By simply placing their love of music over their love of money, Jim and Nancy were able to eventually make plenty of both, although Simmons admits that as the need to make a living on his bass playing eased up, he became a lot more selective about the people he played with.
"Mainly, I went for the jazz stuff," Simmons says. "I went out with Ben Sidran, Slide Hampton, Sonny Stitt. Short West Coast jaunts, you know. California and Arizona trips."
The Trevor Rabin stint, Simmons' first extensive U.S. tour, was something the long-time Yes fan simply couldn't pass up--even though the offer came at a busy time, just as he and the missus were opening their third "version" of the Chuy's club, just 100 yards away from the old location but more than twice as large.
"Trevor's like the boy next door, yet he's a world-class guitarist," Simmons gushes. "He's like none of the so-called `stars' I've had to deal with as a club owner, who turn out to be really not very good players but very petty people. You know, what they lack in ability they make up in attitude."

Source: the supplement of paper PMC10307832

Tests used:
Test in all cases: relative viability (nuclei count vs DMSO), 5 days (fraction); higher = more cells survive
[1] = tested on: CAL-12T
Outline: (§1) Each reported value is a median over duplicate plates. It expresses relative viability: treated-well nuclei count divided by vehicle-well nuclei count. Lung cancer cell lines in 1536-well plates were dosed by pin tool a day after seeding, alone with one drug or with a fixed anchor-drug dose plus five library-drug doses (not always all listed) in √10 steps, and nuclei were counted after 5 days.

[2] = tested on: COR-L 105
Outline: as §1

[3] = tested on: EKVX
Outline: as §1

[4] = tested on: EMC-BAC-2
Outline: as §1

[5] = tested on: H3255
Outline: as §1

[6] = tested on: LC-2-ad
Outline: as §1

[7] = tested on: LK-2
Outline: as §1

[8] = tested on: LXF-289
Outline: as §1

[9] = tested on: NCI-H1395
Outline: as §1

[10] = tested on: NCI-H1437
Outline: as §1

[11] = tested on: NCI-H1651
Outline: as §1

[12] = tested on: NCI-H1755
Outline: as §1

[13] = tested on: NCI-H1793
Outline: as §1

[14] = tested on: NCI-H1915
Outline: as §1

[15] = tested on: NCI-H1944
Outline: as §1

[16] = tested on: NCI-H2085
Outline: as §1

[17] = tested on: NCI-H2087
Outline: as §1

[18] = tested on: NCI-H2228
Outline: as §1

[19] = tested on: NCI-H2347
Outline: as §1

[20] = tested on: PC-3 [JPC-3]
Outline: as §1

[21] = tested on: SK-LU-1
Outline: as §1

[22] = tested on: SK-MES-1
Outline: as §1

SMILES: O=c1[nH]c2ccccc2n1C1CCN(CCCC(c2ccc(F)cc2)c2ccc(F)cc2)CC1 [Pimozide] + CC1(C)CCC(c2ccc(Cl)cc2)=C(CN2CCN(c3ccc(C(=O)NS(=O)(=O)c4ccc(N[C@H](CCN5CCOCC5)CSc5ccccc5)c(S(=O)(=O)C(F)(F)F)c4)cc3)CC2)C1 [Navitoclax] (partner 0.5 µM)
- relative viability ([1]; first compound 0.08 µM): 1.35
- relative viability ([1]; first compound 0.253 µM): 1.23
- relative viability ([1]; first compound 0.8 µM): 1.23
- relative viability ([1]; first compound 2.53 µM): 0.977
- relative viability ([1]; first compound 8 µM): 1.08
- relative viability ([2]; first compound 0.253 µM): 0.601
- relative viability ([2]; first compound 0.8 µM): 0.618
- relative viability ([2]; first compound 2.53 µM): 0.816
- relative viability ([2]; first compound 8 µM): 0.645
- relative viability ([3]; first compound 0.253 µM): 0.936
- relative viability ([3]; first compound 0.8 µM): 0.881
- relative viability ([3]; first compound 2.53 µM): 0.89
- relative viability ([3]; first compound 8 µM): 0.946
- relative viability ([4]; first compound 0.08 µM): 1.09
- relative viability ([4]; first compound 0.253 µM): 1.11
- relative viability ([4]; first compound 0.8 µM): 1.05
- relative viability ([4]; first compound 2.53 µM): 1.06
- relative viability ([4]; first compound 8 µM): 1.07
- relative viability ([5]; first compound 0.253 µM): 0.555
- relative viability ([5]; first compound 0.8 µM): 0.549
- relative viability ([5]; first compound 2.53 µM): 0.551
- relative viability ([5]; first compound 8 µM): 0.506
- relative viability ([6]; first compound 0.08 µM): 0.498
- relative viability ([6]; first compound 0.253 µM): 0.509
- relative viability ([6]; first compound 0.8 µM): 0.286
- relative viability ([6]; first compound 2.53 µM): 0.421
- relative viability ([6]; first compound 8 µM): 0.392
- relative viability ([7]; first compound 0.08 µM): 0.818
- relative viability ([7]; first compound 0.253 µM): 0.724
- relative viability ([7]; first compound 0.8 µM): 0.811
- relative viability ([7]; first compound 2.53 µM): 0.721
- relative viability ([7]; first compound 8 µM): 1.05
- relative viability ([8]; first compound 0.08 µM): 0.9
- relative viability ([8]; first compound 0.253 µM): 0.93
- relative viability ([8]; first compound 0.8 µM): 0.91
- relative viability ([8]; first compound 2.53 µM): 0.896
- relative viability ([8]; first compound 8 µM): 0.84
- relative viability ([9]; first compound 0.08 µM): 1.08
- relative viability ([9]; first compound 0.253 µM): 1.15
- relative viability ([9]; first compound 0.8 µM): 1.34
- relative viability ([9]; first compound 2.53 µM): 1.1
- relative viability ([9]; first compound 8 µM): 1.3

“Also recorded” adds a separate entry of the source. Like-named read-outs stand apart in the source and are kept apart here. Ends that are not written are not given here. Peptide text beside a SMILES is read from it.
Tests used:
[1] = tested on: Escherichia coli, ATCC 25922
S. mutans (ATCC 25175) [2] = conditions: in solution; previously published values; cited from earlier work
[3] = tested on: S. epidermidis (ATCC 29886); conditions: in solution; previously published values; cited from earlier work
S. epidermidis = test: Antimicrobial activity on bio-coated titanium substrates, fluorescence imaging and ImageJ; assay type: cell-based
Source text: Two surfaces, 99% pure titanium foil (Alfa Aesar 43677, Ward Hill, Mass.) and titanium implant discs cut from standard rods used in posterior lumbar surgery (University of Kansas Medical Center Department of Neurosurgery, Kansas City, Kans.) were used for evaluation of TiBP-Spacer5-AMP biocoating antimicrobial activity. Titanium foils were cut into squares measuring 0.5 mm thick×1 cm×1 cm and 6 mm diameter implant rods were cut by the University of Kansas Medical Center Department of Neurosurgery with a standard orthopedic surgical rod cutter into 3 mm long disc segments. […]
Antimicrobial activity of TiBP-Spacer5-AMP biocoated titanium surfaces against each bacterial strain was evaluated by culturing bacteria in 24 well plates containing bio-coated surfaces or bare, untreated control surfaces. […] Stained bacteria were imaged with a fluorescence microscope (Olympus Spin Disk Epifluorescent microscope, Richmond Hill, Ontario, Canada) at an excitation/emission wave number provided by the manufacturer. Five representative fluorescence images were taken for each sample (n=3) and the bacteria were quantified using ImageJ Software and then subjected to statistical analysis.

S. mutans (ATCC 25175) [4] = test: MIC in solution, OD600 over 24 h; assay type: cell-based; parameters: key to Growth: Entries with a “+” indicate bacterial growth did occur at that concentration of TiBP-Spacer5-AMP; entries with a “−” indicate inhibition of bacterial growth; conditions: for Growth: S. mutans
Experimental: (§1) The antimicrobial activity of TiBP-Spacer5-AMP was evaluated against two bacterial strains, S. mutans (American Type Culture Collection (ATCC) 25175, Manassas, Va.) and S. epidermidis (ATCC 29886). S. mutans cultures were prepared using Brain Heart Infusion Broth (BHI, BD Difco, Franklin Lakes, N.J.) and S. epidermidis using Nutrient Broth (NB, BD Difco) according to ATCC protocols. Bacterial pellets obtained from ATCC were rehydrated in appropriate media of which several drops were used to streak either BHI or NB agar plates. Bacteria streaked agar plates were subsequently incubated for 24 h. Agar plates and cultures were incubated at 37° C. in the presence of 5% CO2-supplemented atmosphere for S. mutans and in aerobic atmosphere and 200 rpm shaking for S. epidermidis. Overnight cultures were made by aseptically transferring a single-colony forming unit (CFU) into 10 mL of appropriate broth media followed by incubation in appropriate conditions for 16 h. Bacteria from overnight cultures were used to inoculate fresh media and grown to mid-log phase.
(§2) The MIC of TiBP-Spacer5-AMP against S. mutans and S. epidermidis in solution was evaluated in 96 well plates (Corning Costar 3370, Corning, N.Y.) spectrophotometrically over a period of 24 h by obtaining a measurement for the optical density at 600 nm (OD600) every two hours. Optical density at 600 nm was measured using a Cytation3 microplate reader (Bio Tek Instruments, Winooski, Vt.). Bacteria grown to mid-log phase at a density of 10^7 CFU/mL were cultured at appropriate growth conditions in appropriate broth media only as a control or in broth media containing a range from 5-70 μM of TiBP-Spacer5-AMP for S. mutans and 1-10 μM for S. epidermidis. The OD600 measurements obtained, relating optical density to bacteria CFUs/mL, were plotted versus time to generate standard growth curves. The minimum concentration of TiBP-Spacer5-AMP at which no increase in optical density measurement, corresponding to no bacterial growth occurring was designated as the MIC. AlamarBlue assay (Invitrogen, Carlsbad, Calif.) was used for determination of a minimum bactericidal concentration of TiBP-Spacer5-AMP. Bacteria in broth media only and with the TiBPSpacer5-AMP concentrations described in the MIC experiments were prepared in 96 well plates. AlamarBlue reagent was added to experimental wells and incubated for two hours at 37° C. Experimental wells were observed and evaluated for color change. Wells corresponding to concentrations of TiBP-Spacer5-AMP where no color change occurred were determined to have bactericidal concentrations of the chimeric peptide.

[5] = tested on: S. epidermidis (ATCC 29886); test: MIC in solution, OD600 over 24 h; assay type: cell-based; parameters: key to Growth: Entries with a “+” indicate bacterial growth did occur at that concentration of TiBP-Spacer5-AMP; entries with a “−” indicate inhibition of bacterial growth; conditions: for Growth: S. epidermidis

It was Rabin's lack of ego, Simmons claims, that made him so receptive to his bass player's input. "He listened to my warnings about using club equipment, and as a result, me and the other unknowns in the band--who've all spent our lives in clubs--really got him geared up to do this right, bringing along all our own equipment. . . . I told him, `As long as you don't take away any seats and tables, club owners will let you pile up anything onstage.'"
According to Rabin, who admits he thought there was some kind of unwritten law against bringing your own gear into clubs before Simmons and company set him straight, the advice sounded a kind of liberty bell. "I went whole hog," Rabin says. "We're now taking a semitrailer full of gear on the road. It's like a mini-arena tour in clubs."